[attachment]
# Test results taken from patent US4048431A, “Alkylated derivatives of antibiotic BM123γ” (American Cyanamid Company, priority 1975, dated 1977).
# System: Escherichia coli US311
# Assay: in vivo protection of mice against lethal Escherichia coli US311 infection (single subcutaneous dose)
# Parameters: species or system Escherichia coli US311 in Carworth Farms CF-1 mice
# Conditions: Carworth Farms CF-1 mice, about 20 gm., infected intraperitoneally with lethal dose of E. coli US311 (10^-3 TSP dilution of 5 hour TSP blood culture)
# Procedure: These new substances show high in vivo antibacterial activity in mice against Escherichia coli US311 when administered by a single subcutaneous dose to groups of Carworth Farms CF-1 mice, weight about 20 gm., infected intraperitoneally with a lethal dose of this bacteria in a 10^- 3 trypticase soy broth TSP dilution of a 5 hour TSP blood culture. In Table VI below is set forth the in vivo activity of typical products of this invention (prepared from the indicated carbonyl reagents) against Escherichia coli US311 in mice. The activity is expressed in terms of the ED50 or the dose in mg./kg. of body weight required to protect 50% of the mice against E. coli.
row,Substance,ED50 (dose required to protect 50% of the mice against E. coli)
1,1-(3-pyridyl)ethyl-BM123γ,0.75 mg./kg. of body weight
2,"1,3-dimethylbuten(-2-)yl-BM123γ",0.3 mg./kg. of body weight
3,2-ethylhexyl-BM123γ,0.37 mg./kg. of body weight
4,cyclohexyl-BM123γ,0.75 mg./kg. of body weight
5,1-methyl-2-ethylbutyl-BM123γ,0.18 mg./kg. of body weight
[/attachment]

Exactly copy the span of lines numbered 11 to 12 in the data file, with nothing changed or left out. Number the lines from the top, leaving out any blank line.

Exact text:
4,cyclohexyl-BM123γ,0.75 mg./kg. of body weight
5,1-methyl-2-ethylbutyl-BM123γ,0.18 mg./kg. of body weight